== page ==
3. Outfielder.  There are two schools of thought on any Sox activity here.  The most likely avenue is to acquire a fourth outfielder ( or fifth depending on how Brock Holt is utilized).  The Sox met with veteran Chris Young during the GM meetings.  Young illustrates the issues with signing a veteran as a fourth outfielder, this time of year most guys, Young included, are looking for a full time gig.   Other names mentioned in the rumor mill are Rajai Davis, Ryan Raburn, David Murphy, etc.

The other outfield type of rumor that will not quite die down is the Sox will trade either Jackie Bradley, Jr. or Rusney Castillo for pitching and then pursue a veteran outfielder in the free agent market or perhaps in a trade.  Two of the biggest free agent outfield names that on more than one occasion have been attached to Boston are Alex Gordon and Jason Heyward ( with one or two speculative pieces suggesting Justin Upton could help replace the power loss from David Ortiz' impending retirement in a year).  I do not find this type of rumor completely outlandish, but if the Sox sign Price for upwards of 200 mil, I think Heyward for sure is off the table.

4. Hanley Ramirez.  Can the Red Sox find a taker for Hanley if they pay half or so of the remaining $66M?  Do they even want to trade Hanley?  Look there is not a question, the best case scenario for Ramirez is being able to handle first base well enough for a year and his bat plays like last April.  Then in 2017 Hanley inherits Big Papi's DH role.

Personally I think Boston tries hard to trade him to a team really needing offense ( Baltimore if they lose Chris Davis, Seattle, Tampa Bay, or the Angles come to mind).  The other way to move Hanley besides paying half his contract for little to no return, would be to trade him for another similar contract someone is having trouble to move.  James Shields or the Padres and the Tigers' Justin Verlander are two names of that ilk being floated in the media.  I do not see where Detroit plays Hanley and I am not sure any NL team takes a chance on him in the field.  I think it is 60-40 Hanley stays in Boston.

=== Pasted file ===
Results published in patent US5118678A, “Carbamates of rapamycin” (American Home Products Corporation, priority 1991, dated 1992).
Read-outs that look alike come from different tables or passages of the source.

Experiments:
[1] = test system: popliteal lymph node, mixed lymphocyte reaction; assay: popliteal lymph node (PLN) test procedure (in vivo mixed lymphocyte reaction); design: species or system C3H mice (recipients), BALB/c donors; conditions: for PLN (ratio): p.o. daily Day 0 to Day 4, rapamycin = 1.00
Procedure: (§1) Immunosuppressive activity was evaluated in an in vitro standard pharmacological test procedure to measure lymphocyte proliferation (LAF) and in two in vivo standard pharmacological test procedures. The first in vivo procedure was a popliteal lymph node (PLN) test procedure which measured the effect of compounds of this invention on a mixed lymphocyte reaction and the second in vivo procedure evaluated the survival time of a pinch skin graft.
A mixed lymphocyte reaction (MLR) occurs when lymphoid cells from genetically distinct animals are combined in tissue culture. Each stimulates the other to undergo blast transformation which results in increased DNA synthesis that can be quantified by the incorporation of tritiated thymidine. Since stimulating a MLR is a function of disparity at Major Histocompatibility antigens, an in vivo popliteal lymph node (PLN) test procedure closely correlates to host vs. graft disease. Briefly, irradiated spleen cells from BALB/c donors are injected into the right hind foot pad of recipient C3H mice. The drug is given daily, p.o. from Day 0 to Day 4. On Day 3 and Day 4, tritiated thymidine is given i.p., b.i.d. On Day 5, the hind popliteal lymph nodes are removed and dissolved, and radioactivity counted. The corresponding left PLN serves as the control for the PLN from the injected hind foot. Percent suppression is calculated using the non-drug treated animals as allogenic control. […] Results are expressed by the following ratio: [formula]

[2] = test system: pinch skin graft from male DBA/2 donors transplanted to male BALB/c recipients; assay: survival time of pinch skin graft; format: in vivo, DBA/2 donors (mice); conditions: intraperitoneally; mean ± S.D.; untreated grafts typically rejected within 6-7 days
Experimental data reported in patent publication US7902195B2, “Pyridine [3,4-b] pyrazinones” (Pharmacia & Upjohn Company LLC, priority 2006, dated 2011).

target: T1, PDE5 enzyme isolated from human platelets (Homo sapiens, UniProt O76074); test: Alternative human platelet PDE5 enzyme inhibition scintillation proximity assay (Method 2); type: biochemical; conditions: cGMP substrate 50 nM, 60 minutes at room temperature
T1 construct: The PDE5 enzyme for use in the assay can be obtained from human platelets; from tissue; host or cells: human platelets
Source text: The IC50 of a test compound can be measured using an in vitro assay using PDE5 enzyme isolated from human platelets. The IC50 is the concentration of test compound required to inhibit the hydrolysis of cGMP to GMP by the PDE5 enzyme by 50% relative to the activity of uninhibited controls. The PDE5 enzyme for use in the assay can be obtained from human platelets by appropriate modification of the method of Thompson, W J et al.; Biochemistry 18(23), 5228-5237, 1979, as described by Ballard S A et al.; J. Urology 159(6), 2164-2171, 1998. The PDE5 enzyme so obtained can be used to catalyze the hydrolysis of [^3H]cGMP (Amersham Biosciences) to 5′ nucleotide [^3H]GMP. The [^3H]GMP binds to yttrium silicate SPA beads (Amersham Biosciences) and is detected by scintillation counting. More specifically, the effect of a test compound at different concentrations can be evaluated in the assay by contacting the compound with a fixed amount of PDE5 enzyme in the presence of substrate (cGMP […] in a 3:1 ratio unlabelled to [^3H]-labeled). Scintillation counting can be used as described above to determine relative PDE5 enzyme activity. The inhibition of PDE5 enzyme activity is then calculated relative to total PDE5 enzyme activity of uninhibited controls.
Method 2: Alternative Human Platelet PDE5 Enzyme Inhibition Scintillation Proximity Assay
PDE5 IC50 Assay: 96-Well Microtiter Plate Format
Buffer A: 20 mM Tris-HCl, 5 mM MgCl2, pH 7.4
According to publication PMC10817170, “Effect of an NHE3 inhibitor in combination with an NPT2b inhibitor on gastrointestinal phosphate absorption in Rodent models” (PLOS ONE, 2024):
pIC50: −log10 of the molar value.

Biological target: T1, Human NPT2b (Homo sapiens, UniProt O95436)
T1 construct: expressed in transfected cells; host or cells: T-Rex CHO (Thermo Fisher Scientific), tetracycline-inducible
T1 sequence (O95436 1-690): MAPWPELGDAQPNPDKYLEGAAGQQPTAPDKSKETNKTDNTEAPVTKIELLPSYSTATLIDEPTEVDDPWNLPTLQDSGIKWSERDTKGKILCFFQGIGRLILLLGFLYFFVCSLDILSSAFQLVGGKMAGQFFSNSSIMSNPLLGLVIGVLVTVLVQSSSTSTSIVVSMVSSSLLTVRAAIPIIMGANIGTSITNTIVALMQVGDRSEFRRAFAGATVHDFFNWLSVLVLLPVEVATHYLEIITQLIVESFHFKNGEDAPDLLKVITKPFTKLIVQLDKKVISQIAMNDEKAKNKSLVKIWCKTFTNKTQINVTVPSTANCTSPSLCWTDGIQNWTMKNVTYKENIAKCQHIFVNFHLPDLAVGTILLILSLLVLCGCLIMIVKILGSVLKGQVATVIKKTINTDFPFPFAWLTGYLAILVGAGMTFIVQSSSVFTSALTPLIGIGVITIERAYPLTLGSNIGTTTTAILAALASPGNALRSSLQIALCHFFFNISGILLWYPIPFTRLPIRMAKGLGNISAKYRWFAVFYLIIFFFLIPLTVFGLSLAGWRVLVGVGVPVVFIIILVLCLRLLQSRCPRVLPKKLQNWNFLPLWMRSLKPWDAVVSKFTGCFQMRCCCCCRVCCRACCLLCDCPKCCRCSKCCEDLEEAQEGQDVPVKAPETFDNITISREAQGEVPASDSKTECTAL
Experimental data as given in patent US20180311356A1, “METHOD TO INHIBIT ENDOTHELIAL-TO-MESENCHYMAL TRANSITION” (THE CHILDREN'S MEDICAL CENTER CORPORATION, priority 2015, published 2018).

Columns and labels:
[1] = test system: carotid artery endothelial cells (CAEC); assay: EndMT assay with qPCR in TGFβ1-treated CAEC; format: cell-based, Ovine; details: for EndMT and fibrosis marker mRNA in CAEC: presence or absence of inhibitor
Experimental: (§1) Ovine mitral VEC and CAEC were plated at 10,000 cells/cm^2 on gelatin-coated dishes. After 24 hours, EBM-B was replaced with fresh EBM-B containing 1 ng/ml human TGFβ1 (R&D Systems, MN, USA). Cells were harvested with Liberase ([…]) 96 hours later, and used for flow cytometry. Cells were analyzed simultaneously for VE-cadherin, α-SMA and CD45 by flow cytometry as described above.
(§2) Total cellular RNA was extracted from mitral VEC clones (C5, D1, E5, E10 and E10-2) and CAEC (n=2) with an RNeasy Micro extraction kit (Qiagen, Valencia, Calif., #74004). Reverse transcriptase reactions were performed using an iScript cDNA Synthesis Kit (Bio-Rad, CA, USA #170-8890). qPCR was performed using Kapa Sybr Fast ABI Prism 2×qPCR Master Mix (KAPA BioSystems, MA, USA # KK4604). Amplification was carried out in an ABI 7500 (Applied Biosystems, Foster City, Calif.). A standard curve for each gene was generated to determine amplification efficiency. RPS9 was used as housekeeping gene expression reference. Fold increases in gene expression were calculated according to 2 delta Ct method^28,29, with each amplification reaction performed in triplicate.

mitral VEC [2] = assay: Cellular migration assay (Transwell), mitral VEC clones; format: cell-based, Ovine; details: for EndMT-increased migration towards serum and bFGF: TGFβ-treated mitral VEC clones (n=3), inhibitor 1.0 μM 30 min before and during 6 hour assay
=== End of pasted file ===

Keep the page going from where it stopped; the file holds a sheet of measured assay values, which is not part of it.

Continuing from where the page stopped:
5. Trading a current starting pitcher. If the Sox snag David Price, or some other numero uno for the rotation, the front three are likely to be mystery guest, Rick Porcello, and Eduardo Rodriguez.  The next two spots would be up for grabs between Clay Buchholz, Joe Kelly, Wade Miley, and Henry Owens. If Boston decides to trade for an outfielder or another starting pitcher, any of these four names could be dealt.  For example, Atlanta has been collecting young pitching, could the Sox begin a package for Shelby Miller or Julio Teheran with Henry Owens?  Or if the Sox are trying to obtain a younger starting pitcher from a team that is not in a rebuild mode, could the Sox send Buchholz, Kelly, or Miley back in a return package?

David Price is really the only name strongly connected to Boston at this moment but expect that to change as the meetings approach over the next week, and especially when the meetings commence.